Posts Tagged ‘Duke Nukem Forever’

Also: Dukem Nukem DLC On Tuesday


Speaking of that DLC stuff, Duke Nukem is destined to expand for the price of $10, next Tuesday. The DLC, which is called The Doctor Who Cloned me, features a new single player campaign (although presumably it’s only short compared to the main campaign) as well as a bunch of multiplayer maps. Gearbox explain the setting thusly: “Deep in the heart of Area 51, Dr Proton has been hatching his evil plan. Fueled by new ego boosts, Duke is ready to take on evil clones, aliens queens and anything else that comes his way in order to save the world and his babes!”

Mmm!

Duke Nukem’s Four Guns Forever

Twice the weapons, twice the fun? Or just the same amount of fun but with a bit more mouse wheel scrolling?

There are many reasons to criticise Duke Nukem Forever. The incoherence, the leaden dialogue, the back-tracking, the unconvincing claimed satire of its attitude towards women, the half-baked mini-games, the oppressive linearity… and, perhaps most acutely for those who were more prepared to forgive such follies due to their fondness for the character and his earlier games, the strict two-weapon carry limit. I can’t imagine there’s much hope of DNF’s recharging health being thrown out, but Duke’s arsenal is about to be made a little less puny…
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Parody Pack: Duke DLC Detailed

Haha, jokes are funny.
The Gearbox forums have announced the inevitability of the Icons Parody Pack, a multiplayer add-on for Duke Nukem Forever. It’ll contain new maps and game modes, and be available in the autumn at some point. The post explains that the DLC will be free “to all First Access Club members who registered their FAC membership before Duke Nukem Forever launched in their country (subject to availability).” Presumably everyone else will have an option to buy it. More details below.
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RPS Asks: Cloud Gaming = PC Gaming?

My god, it's full of videoclips

Pay attention, students – here’s your homework for today. Cloud gaming services such as OnLive and Gaikai: discuss. They’re on the rise, and approaching the point where they’re not just a fascinating gimmick but a viable way of playing high-end games at reasonable graphical quality. But what do they mean for PC gaming? Indeed, can they be considered PC gaming? And most of all – how seriously should we, and you, be taking them?
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Shake It, Maybe: Duke Nukem Foreveryone

Boss boss, man. Bossman.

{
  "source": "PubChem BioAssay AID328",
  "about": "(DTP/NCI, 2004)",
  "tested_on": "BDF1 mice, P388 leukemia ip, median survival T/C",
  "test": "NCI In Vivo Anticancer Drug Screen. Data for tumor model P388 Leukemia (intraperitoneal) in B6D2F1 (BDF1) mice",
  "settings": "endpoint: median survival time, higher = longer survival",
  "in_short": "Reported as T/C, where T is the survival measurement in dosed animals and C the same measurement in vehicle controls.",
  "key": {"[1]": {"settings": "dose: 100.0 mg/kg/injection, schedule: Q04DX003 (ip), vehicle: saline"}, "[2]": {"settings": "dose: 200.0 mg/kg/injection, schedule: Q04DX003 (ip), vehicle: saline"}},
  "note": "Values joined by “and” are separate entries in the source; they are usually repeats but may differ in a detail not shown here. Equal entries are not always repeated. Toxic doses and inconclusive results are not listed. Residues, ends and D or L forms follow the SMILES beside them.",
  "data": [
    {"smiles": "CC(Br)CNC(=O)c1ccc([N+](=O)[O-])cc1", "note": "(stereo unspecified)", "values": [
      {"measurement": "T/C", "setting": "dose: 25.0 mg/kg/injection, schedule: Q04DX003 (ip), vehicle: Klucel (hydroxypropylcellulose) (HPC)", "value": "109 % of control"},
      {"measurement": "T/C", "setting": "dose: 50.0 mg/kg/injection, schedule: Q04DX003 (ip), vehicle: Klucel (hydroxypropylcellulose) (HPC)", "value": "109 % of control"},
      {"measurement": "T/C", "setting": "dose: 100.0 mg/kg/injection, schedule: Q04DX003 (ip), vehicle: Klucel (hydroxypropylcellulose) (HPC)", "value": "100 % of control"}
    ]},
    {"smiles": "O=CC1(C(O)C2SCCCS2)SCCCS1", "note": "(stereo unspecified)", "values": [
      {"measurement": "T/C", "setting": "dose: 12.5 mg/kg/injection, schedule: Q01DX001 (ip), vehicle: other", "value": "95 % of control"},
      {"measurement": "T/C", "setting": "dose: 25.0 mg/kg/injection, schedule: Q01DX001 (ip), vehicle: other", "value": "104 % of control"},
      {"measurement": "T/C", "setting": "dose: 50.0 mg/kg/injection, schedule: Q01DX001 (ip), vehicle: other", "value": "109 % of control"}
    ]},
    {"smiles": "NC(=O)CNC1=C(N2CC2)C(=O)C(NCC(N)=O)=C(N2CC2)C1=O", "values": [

Well, the demo at least, which is now on Steam. Duke Nukem Forever, in case you’ve not heard of it, is the sequel to popular 1996-shooter, Duke Nukem 3D. The sequel was originally developed by 3D Realms, and then, later by another like-minded Dallas-based studio, Gearbox Software. The game charts the adventures of Duke Nukem (who is not actually a duke, as far as my research is able to determine) as he attempts to fight space-aliens, pig-men, and to rescue sexy ladies from certain unpleasantness. The demo is a sampler of Duke’s comedy-action delights, previously only available to people who previously pre-ordered the game, maybe, or bought Borderlands or something. I dunno. Whatever.

Good morning, by the way, Internet.

Duke Nukem’s Awkward PR Fallout

No kissing and making up here, eh? Oh god, hang on - those are sisters. EW

Come the first breaking of news that the Redner Group, a US PR firm representing 2K Games, had publicly announced that “Too many went too far with their [Duke Nukem Forever] reviews…we are reviewing who gets games next time and who doesn’t based on today’s venom”, the glacial RPS hivemind elected not to post about it. An unfortunate spat involving a PR firm and sites from another country: no need to seek drama from such a thing. But now it’s rolling on – despite a public apology, 2K dropped Redner and announced as such on Twitter, adding that “We maintain a mutually respectful relationship with the press and will continue to do so. We don’t condone The Redner Group’s actions at all.” This then led to Eurogamer revealing that they’d been “blacklisted” by 2K themselves (EG chose not to say why), something that “seems to be standard practice.” Blimey.

Then, after a few days of silence, Redner boss Jim Redner last night cropped up on Wired defending and clarifying his outburst – plus claiming that a journalist who went ‘too far’ should “have to pay for his actions.”
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